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Bringing In Tracks for Mixing/Mastering

Updated: Jul 25, 2020

The first step when preparing a song for mixing is to organize your tracks. Try to keep tracks of similar instruments in proximity and on adjacent tracks Set the recording format, sample rate and bit depth for the are recording and any exported files. A typical sample rate/bit depth is 44.1KHz/16 bit or 96KHz/24 bit. These setting are usually made in your DAW software or your audio interface software. I typically mix projects at 96/24. This is important information for me to know when importing your project.

Note the tempo and any tempo changes as well as the measure number of tempo changes. This will be needed to accurately load your files into my DAW. I have Pro Tools, Studio One, Cakewalk/Sonar, Ableton and Reason so if you record with any of these DAWs we should be able to drop your project file and audio files directly into my system. To do this I would need the project file and any audio files/folder associated with the file. Keep in mind you would still need to bounce or print any track with a setting, plugin or effect that you want to keep in the mix. If I don't have the same plugins in my system those effects or settings won't load.

Any project recorded using another DAW will have to exported from your DAW track by track and imported into my system. You can easily select all tracks and export each tracks as a separate file. When exporting tracks be sure to select them at the beginning of the track or the start of the song (even if they don't enter until later in the song). I often select ALL tracks prior to bouncing to ensure everything is bounced from the beginning. This may leave 'blank' space at the beginning of some tracks but it will be crucial to line things up when bringing the tracks into another DAW.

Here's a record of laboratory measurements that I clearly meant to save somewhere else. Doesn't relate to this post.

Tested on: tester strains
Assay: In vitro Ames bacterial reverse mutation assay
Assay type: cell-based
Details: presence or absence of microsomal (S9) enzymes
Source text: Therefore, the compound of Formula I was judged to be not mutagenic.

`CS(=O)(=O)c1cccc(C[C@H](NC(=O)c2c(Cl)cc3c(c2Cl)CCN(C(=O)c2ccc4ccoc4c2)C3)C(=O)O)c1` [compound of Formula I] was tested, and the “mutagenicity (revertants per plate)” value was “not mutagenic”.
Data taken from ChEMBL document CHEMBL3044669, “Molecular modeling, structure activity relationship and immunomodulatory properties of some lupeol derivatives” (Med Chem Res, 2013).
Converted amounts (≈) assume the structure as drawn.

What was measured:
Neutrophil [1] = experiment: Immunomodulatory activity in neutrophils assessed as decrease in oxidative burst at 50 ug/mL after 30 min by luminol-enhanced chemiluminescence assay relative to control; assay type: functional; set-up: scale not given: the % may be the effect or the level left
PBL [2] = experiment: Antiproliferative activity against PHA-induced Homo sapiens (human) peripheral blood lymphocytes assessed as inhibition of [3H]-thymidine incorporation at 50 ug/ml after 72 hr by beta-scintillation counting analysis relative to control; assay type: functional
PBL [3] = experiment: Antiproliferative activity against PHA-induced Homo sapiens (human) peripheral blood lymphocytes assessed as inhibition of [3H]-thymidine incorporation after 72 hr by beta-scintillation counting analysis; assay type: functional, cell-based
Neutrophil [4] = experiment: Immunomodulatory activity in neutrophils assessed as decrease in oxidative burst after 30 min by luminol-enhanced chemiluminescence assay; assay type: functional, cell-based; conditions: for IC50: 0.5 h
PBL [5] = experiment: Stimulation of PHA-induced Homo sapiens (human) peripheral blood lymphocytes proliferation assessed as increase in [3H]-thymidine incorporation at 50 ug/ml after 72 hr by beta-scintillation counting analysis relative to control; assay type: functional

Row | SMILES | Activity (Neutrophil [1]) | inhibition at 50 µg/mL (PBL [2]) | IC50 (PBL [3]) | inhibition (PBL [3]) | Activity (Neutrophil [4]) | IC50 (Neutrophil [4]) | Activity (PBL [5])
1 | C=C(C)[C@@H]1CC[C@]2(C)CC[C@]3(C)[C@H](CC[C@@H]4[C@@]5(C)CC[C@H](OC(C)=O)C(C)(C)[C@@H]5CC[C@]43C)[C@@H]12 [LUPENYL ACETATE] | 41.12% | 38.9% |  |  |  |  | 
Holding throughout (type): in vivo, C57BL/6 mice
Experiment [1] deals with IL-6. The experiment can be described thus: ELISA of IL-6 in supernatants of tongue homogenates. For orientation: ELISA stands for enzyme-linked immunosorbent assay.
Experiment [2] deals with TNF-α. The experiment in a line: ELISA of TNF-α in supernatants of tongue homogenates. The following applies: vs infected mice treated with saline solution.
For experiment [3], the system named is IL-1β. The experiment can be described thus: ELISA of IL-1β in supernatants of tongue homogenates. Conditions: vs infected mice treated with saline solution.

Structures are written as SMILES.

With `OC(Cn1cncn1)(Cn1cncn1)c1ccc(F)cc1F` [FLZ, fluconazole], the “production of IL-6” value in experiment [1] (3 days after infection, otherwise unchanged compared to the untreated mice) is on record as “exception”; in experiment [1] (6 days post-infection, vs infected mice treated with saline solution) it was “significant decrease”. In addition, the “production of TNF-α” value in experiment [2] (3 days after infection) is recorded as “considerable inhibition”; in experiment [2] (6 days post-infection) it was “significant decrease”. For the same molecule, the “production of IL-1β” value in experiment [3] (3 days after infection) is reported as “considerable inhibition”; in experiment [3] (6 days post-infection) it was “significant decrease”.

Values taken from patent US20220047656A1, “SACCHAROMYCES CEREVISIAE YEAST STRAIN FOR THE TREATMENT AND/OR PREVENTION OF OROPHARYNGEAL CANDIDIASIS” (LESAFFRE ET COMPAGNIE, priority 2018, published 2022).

Before exporting any tracks or sure to bounce or print any plugins as I may not have that plugin. In which case the audio track will load but the plugin will be unavailable. Again you would have to bounce or print the effect onto the track or bounce to a new track to ensure the sounds you want are preserved.

For mastering I typically receive a single stereo file for each song in a wav, aiff or other uncompressed format. Compressed files like mp3s or flacs are not recommended for mastering but can be used if nothing else is available. Standard format is 96KHz / 24 bit for mastering but other formats can be used as well. Let me know if you are planning to release with streaming or on a physical CD or on vinyl let as I will have to prepare additional documents such as a DDP file.

So those are the basics. If you have any specific questions on the process of transferring and mixing your files please contact me at Craig

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